Brand As Broadcaster: Following Taco Bell’s Youtube Template

October 8, 2015 Ben Myers

Look at the number of articles under the ‘Youtube’ tag on hollywood mag Vareity.com, and you’ll see how the nature of celebrity has shifted under our feet.

Though it’s still a growing trend, big brands and media buyers are taking note that the A-List is very different for teenagers compared to their parents.

“The tides are shifting – shifting dollars out of traditional commercial time, TV spots, and into that [online] environment,” Jodi Brown, Director of Content at MediaCom Canada told the Dx3 Digest following Yahoo’s Talking Content event in September.

“I haven’t seen a good Youtube influencer collaboration that wasn’t transparent.”

 Jodi Brown, Director of Content at MediaCom Canada
Jodi Brown, Director of Content at MediaCom Canada

Sponsored content — once thought of as a sneaky payola for news and celebrities to advertise to an unsuspecting audience — is becoming the norm for reaching millennial audiences who consume content online, usually through small mobile phone screens and platforms like Youtube.

Brown believes that 2016 will be the year of “brand as broadcaster”, whether sponsoring content from Youtube stars or creating their own appointment viewing through live media like Periscope. For example, Twitter, owner of Periscope, have been increasingly incorporating the live broadcast medium into its corporate announcements.

“If you’re putting out something valuable that people can only see for a short amount of time, I think that’s a really exciting place for a brand to play in,” she said.

Brown has also watched the nature of partnerships between brands and Youtubers evolve, and she believes that sponsored content requires a particularly transparent and authentic partnership or the results can be awkward and disappointing.

“I haven’t seen a good Youtube influencer collaboration that wasn’t transparent,” she added.

That transparent approach can take two forms, she explained. The old school, scripted celebrity endorsement or – as seems to be the trend – inject a brand into the Youtuber’s content and gain access to their audience.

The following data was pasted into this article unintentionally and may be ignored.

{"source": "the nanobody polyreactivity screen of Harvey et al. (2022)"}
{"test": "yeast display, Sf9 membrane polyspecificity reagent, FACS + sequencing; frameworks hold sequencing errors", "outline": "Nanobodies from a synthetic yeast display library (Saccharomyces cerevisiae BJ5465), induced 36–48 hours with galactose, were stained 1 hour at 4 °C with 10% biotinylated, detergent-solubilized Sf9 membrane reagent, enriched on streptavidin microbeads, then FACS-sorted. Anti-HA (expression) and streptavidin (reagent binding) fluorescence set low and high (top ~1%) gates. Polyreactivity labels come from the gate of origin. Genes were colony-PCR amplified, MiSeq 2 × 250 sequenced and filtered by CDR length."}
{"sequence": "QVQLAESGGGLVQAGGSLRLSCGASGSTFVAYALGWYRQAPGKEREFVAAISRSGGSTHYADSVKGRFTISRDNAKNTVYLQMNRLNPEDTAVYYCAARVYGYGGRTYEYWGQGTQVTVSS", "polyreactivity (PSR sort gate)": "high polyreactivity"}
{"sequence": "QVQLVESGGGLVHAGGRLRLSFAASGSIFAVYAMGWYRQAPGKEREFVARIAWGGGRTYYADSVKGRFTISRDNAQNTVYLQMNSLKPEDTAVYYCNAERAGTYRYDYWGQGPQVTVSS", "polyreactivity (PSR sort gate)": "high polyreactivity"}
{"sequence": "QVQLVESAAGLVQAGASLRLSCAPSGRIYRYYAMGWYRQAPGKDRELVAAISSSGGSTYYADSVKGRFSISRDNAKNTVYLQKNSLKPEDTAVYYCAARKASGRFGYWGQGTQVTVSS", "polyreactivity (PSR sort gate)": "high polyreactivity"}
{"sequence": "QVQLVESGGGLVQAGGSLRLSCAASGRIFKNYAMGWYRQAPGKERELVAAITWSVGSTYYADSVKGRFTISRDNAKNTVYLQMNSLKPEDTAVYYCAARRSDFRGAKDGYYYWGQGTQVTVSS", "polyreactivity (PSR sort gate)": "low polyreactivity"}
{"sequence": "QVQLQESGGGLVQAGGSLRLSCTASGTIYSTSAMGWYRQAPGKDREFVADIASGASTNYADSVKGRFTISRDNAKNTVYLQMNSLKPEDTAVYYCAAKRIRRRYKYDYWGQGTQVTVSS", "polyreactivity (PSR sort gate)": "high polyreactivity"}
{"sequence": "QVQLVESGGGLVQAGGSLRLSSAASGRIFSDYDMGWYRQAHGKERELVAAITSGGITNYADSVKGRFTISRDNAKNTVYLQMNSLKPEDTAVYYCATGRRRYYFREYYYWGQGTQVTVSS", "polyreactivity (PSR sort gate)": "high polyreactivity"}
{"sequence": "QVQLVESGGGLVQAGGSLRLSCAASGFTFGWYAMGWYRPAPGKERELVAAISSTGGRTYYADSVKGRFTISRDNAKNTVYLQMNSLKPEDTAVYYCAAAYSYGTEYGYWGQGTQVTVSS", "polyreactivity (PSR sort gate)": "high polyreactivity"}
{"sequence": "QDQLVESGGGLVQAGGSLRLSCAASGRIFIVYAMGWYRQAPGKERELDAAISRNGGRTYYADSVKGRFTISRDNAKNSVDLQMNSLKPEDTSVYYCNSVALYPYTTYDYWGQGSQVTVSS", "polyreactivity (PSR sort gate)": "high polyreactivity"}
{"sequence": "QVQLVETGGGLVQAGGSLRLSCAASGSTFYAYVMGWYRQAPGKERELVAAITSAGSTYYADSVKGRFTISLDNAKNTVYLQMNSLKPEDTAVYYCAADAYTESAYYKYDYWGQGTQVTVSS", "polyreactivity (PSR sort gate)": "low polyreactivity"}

“They can be themselves but it’s scripted and polished and beautiful,” Brown explained. “Or, you give a few guidelines and then […] it’s not your commercial any more. It’s their channel where your brands should be augmenting the narrative, the story [or] the episode.”

She notes that Taco Bell Canada’s partnership with Canadian extreme-cooking show Epic Meal Time as a particularly good fit between a brand and Youtuber. Epic Meal Time re-created the Taco Bell quesarito with its trademark ridiculous proportions and calorie counter.

Epic Meal Time incorporated an unnamed contest-winner and semi-official mascot Taco Bell Canada Tiger for the video.

Ultimately, Brown is quick to remind, “you have to put on something exciting enough that people want to watch it.”

With Epic Meal Time and Taco Bell Canada, there’s no doubt that they hit that mark with 14,000 thumbs up and more than 1-million views since May 2015.

Taco Bell Canada and agency partner Grip Ltd. represent the bleeding edge of this trend in Canada.

“A lot of our brands are North America-wide or global,” she noted. “Sometimes there’s a bit of wait-and-see.”

More findings from Yahoo Canada’s Talking Content report:

  • 54% of Canadians follow brands to receive their content, indicating a clear opportunity for engagement.
  • The majority of users agree the #1 thing that will get them to share branded content is if it can deliver emotion.
  • It’s critical to fuel users’ creativity and their sense of play: 47% of Canadians say they would share branded content if it’s creative.
  • Two thirds of Canadian consumers don’t mind if Entertainment, Beauty/Style, Travel content is sponsored so long as it’s interesting.
  • The average Canadian adult displays interest in nearly five different topics of content.
  • Lifestyle was the most recalled category of branded content.

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